Archive for the ‘Programmierung’ Category.

Approximating Pi with Python

One of the many approximations of Pi is the Gregory-Leibniz series (image source Wikipedia):

Leibnis Series for Pi

Here is an implementation in Python:

# -*- coding: utf-8 -*-
"""
Created on Sat Mar 25 06:52:11 2017
@author: Uwe Ziegenhagen
"""
 
sum = 0
factor = -1
 
for i in range(1, 640000, 2):
        sum = sum + factor * 1/i
        factor *= -1
        # print(sum)
 
print(-4*sum)

Uwe

Uwe Ziegenhagen has been working with LaTeX for more than a decade. Besides TeX/LaTeX he likes to work with Python, Rasberry/Arduino and his digital camera.

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Russische Bauernmultiplikation mit Python

Durch eine SX Frage bin ich auf das Verfahren der „Russischen Bauernmultiplikation“ gestoßen, mit der man ohne Multiplikation ganzzahlige Zahlen miteinander multiplizieren kann. Just for Fun hier die Python-Implementierung:

# -*- coding: utf-8 -*-
"""
Created on Sat Mar 18 10:04:40 2017
 
@author: Uwe Ziegenhagen
"""
import pandas as pd
from math import floor
 
def russianPeasantMultiply(a, b):
    assert a > 1
    assert b > 0    
    data = pd.DataFrame([[a, b]], columns=list('ab'))
    while a > 1:
        a = floor(a/2)
        b = b + b
        data.loc[len(data)]=[a, b]
    data = data[data['a'] % 2 == 1]    
    return(data.b.sum())
 
print(russianPeasantMultiply(63, 17))

Ohne pandas geht es sicher auch, aber pandas macht es etwas einfacher…

Uwe

Uwe Ziegenhagen has been working with LaTeX for more than a decade. Besides TeX/LaTeX he likes to work with Python, Rasberry/Arduino and his digital camera.

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Generating a normal distribution table with SciPy

Here’s a simple example how one can generate a normal distribution table with Python and scipy so that it can be imported into LaTeX.

Example-03.zip

# -*- coding: utf-8 -*-
"""
Created on Mon Mar 13 21:14:17 2017
@author: Uwe Ziegenhagen, ziegenhagen@gmail.com
 
Creates a CDF table for the standard normal distribution
 
use booktabs package in the preamble and put 
the generated numbers inside (use only one backslash!)
 
\\begin{tabular}{r|cccccccccc} \\toprule
<output here>
\\end{tabular}
"""
 
from scipy.stats import norm
 
print(norm.pdf(0))
print(norm.cdf(0),'\r\n')
 
horizontal = range(0,10,1)
vertikal = range(0,37)
 
header = ''
for i in horizontal:
    header = header + '& ' + str(i/100)
 
print(header, '\\\\ \\midrule')
 
for j in vertikal:  
    x = j/10
    print('\\\\', x)
    for i in horizontal:
        y = x + i/100
        print('& ', "{:10.4f}".format(norm.cdf(y),4))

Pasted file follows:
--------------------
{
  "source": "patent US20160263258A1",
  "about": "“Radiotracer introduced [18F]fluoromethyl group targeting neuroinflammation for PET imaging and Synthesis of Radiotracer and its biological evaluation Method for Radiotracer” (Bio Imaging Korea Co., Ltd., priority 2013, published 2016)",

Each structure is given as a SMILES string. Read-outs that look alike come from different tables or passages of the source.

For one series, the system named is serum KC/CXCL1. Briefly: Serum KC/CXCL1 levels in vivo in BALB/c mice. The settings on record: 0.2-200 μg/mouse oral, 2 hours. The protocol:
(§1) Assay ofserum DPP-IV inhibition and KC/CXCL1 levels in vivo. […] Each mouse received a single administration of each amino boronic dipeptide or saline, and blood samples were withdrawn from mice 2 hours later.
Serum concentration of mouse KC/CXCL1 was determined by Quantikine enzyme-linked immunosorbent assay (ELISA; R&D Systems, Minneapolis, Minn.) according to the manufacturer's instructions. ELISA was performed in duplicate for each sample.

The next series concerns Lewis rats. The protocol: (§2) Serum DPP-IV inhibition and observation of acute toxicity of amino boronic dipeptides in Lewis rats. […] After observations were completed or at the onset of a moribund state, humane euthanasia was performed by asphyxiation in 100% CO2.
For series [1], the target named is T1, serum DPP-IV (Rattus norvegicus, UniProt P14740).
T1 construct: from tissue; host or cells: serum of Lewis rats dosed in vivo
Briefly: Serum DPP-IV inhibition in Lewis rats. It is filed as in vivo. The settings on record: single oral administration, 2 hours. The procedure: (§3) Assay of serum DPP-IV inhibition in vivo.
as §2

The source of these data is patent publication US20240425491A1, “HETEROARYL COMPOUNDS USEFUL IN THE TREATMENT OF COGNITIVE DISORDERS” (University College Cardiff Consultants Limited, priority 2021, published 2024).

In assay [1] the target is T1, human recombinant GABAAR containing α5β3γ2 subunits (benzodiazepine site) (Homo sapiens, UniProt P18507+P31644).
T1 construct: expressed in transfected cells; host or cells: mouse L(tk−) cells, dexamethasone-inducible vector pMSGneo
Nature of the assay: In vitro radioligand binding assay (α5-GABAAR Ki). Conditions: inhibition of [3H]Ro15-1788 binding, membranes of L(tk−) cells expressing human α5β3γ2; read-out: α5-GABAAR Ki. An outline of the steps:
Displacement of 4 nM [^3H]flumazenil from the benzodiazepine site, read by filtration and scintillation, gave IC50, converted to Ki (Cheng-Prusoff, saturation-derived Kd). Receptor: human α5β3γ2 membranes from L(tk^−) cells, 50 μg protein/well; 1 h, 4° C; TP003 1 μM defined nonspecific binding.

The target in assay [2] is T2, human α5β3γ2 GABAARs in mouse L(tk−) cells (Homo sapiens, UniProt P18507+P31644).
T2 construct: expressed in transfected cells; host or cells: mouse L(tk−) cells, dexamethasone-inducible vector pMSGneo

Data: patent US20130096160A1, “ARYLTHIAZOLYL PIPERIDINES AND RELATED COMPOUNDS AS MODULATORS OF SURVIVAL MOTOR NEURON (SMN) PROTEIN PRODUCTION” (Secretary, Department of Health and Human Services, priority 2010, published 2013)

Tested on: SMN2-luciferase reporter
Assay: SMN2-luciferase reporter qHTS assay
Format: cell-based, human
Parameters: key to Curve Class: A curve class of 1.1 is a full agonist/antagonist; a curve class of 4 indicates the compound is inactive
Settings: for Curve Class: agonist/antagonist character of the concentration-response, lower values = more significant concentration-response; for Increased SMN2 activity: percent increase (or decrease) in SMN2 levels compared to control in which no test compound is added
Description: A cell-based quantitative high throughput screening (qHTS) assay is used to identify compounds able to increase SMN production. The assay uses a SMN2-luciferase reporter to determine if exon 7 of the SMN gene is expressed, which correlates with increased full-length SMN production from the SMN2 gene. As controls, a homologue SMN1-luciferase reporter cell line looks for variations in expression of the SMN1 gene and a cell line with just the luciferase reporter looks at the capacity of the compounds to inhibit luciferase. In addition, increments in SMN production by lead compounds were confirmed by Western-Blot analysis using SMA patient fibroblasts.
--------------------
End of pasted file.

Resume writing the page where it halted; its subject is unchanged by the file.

print('\\\\ \\bottomrule \r\n')

Uwe

Uwe Ziegenhagen has been working with LaTeX for more than a decade. Besides TeX/LaTeX he likes to work with Python, Rasberry/Arduino and his digital camera.

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Win32 Dialoge mit Python auswerten

http://stackoverflow.com/questions/4485610/python-message-box-without-huge-library-dependancy zeigt, wie man Windows Standard-Dialoge (wie MessageBox und JaNeinAbbrechen) mit Python auswerten kann:

# using ctypes
import ctypes
MessageBox = ctypes.windll.user32.MessageBoxW
MessageBox(None, 'Hello World', 'This is the window title', 0)
 
# using win32ui
import win32ui
win32ui.MessageBox('This is the message', 'Window Title')
 
# using win32con
import win32con
 
result = win32ui.MessageBox('The Message', 'The Title', win32con.MB_YESNOCANCEL)
 
if result == win32con.IDYES:
    win32ui.MessageBox('You pressed "Yes"')
elif result == win32con.IDNO:
    win32ui.MessageBox('You pressed "No"')
elif result == win32con.IDCANCEL:    
    win32ui.MessageBox('You pressed "Cancel"')

Uwe

Uwe Ziegenhagen has been working with LaTeX for more than a decade. Besides TeX/LaTeX he likes to work with Python, Rasberry/Arduino and his digital camera.

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Daten arrangieren mit pandas melt

Hier ein kurzes Beispiel, wie man mittels melt bestimmte Daten in die richtige Form bekommt.

Ausgangspunkt ist der folgende Datensatz:

Zum Auswerten ist der nicht optimal, ich möchte die Monatswerte gern untereinander haben. Mittels melt geht das ganz einfach:

# -*- coding: utf-8 -*-
 
import pandas as pd
 
data = pd.read_excel('meltdata.xlsx')
 
print(data.shape[1], 'columns and', data.shape[0], 'rows')
 
print(list(data))
 
melted = pd.melt(data, id_vars=['Name', 'ColumnB', 'ColumnC'], 
                 value_vars=['Januar', 'Februar', 'März', 'April', 'Mai', 
                 'Juni', 'Juli', 'August', 'September', 'Oktober', 
                 'November', 'Dezember'])
 
print(melted)
      Name    ColumnB ColumnC   variable  value
0 Donald 1978-09-03 Hello Januar 98
1 Micky 1945-05-04 World Januar 29
2 Minnie 1946-07-05 Foo Januar 57
3 Pluto 1998-07-08 Bar Januar 28
4 Donald 1978-09-03 Hello Februar 31
5 Micky 1945-05-04 World Februar 41
6 Minnie 1946-07-05 Foo Februar 24
...

Uwe

Uwe Ziegenhagen has been working with LaTeX for more than a decade. Besides TeX/LaTeX he likes to work with Python, Rasberry/Arduino and his digital camera.

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Auto-Documenting Python Code

A while ago I thought about auto-documenting Python code, here’s what resulted from those experiments. (It’s far away from production quality, so use at your own risk)#

Let’s assume we have a Python file without docstrings:

class HalloWelt:
 
	def Hallo(welt):
		return welt
 
 
print(HalloWelt.Hallo("Welt"))

My experimental Python code:

import re
 
class Dokumenter:
	"""
	Fügt einer bestehenden Python-Datei Docstrings hinzu, falls keine vorhanden sind.
	"""
 
	def dokumentme(filename):
		print(">> Prüfe",filename,"auf Docstrings\n")
 
		with open(filename+"_bak", 'w') as outfile:
			with open(filename, 'r') as infile:
				rowIter= iter(infile)
				for row in rowIter:
					# schreibe die Zeile auf jeden Fall in die Zieldatei
					outfile.write(row)
					# Ist in der Zeile ein 'def ' vorhanden?
					if "def " in row: